The latest outbreak of Ebola in the Democratic Republic of the Congo has been declared by the World Health Organization as "an emergency situation in the field of public health of international importance".
This outbreak is the second largest in history and has infected 2,500 people, of whom more than 1,600 died.
The biggest outbreak was an epidemic that devastated parts of West Africa from 2014 to 2016 and killed more than 11,000 people.
You sent us your questions about the virus, to which BBC correspondent James Gallagher replied.
Norman: Where did Ebola arrive and when was it first discovered?
Ebola was discovered in 1976 when two deadly outbreaks of the disease occurred. One was in the Democratic Republic of Congo, the former Zair, in a village near the Ebola River, which is why it is the name of the virus. But where does Ebola come from, it's still a mystery.
People are not "natural hosts" of Ebola. In every outbreak, the virus was transmitted to people of other animal species. Fruit bats are a very likely culprit – but this has not been finally confirmed.
Masitano: What factors contribute to the distrust of health workers in the DRC and to what extent is this a challenge?
Misconduct is a big problem. It emerges from decades of conflict in the region that undermined faith in local authorities and led to widespread distrust of foreigners.
The motives of health professionals and their security escorts (which are needed due to the risk of violence) are questionable.
And the survey, in The Lancet Infectious Diseases, suggests that one in four people in the DRC does not even believe that the ebola is real.
There are rumors about the ebola for financial gain (for example, through organ trafficking).
All of this is dangerous because ebola can be solved only by working with the community.
One third of the deaths occur in people's homes – where they risk spreading the disease – and not in ebola treatment centers.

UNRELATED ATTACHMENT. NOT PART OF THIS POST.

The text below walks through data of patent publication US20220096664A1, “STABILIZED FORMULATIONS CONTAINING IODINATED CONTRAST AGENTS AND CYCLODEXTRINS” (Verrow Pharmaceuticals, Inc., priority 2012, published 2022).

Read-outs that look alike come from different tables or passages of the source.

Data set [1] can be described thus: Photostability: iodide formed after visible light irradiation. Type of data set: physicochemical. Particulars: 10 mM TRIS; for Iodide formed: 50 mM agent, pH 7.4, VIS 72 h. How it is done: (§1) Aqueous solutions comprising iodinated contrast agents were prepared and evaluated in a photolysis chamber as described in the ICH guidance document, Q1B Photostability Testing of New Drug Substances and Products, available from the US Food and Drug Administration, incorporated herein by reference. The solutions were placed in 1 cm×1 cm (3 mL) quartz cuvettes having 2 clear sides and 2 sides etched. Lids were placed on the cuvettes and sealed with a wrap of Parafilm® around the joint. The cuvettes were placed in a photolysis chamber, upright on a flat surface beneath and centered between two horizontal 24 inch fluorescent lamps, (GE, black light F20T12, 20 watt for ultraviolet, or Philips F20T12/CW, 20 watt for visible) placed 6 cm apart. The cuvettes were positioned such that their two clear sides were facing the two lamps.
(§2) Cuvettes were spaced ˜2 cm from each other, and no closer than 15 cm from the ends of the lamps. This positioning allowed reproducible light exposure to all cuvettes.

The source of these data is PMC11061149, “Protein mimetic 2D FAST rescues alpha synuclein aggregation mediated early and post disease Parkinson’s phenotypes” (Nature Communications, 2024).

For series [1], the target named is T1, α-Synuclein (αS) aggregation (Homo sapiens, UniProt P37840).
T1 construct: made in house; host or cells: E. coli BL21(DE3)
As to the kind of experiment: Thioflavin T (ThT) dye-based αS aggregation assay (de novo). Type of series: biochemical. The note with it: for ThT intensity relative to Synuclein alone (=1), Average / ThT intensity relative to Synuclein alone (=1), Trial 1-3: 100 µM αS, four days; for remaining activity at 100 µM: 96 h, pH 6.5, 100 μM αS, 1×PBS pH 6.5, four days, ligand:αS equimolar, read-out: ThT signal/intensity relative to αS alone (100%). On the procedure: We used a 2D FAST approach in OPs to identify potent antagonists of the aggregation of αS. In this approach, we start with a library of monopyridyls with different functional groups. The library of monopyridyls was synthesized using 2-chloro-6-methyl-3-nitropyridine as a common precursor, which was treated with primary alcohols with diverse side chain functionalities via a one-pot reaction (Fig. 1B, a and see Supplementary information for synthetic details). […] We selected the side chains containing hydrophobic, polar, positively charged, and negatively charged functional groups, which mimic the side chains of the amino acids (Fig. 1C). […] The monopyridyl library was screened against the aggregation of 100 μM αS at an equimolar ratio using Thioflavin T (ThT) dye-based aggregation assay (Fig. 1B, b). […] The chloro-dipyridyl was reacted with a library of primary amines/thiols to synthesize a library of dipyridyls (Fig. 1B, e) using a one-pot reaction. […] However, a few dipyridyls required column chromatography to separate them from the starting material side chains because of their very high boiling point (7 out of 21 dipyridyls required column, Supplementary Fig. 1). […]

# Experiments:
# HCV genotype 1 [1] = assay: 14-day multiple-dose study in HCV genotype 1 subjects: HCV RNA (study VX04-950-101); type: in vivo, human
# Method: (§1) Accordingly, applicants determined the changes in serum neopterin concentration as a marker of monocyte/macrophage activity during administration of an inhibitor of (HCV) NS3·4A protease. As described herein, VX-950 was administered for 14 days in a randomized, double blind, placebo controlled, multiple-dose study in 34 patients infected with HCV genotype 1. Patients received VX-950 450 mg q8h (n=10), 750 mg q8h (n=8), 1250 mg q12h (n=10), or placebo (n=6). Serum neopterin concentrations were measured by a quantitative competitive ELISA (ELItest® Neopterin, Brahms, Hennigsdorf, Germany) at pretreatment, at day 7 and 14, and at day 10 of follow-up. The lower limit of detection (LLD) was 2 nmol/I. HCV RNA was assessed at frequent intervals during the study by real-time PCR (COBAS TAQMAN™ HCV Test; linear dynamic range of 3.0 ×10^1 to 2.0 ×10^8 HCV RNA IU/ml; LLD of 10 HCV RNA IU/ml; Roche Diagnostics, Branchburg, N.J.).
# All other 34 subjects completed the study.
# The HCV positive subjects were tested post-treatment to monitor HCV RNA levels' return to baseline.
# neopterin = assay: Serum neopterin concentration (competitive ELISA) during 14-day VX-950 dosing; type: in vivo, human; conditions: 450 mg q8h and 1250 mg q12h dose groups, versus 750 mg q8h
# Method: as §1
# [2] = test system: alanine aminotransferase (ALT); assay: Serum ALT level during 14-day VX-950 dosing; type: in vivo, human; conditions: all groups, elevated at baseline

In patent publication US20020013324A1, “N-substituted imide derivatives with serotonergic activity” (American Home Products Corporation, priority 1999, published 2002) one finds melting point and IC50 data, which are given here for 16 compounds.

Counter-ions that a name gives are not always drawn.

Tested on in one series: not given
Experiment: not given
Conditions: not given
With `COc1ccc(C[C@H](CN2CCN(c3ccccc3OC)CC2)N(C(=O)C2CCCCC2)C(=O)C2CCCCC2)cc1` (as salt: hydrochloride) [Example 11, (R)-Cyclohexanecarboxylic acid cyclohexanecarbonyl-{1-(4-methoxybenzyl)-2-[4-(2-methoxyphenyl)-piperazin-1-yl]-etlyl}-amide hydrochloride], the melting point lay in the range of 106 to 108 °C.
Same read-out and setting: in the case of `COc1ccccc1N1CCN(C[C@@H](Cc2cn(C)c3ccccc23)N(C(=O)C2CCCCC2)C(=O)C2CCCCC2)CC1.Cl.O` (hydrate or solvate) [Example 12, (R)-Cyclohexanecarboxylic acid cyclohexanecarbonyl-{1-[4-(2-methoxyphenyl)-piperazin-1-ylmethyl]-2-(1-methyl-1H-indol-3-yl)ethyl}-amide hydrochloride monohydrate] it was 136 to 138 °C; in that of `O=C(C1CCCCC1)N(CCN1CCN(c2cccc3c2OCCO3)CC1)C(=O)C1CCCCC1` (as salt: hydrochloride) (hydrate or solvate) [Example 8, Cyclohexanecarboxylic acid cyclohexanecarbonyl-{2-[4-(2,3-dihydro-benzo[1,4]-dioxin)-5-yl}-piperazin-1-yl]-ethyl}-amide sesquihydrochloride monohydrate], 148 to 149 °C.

And finding a patient's contact with an ebola is impossible if people do not participate.
Justin: Why there are no travel restrictions?
Simply because the World Health Organization believes that restrictions could make things worse.
They said it was essential to avoid the "punitive economic consequences" of introducing trade and travel restrictions and to protect the survival of people.
"It is also essential that countries do not use public health emergencies of international significance as an excuse for introducing trade or travel restrictions that would have a negative impact on the response and the life and survival of people in the region," Prof. Robert Steffen, Chairman of the WHO Emergency Committee.
Instead of closing the boundaries, there is a comprehensive overview of the people who may have been infected with the disease.
Over the course of the past week, more than 2.1 million screening tests (including temperature test for the determination of heat) were performed on major traffic routes.
What is Ebola?
- Ebola is a virus that initially causes sudden fever, severe weakness, muscle pain and sore throat
- It progresses to vomiting, diarrhea and internal and external bleeding
- People are infected if they have direct contact with damaged skin or with the mouth and nose, with blood, vomiting, faeces or body fluids someone with ebola
- Patients usually die of dehydration and multiple organ failure
Or: Why is not a vaccine mandatory for everyone?
One question is the amount of vaccine that is available.
Instead, a procedure called "ring vaccination" is used.
If someone is diagnosed with an ebola, then everyone who has come into contact and everyone they contact come up with an ebola vaccine.
Even high-risk patients, such as doctors and nurses who treat patients, also get a blow.
Maike: How and where can you get vaccination against the Ebola?
If you're not one of the people above, then you can not. The vaccine is still not commercially licensed, so it is only used on the front line of the outbreak in the DR Congo.
Gordon: I have to fly to the DR Congo, via Gome. Should I go?
It is best to check the current advice issued by your government.
The United Kingdom Office for Foreign Affairs and the Commonwealth advises against "all but essential travel" Gomi. It advises not to travel to other parts of the DR Congo.
Emily: Was it refuted that the ebola outbreak came from eating with meat?
The first person to catch an ebola in the outbreak will be caught by close contact with the blood, organs or other body fluids of the infected animals.
This could include fruit bats (potentially natural ebola reservoirs), chimpanzees, gorillas, monkeys, forest antelope or dicobes that can infect and kill ebola. The preparation or consumption of infected wild meat is a possible source of infection.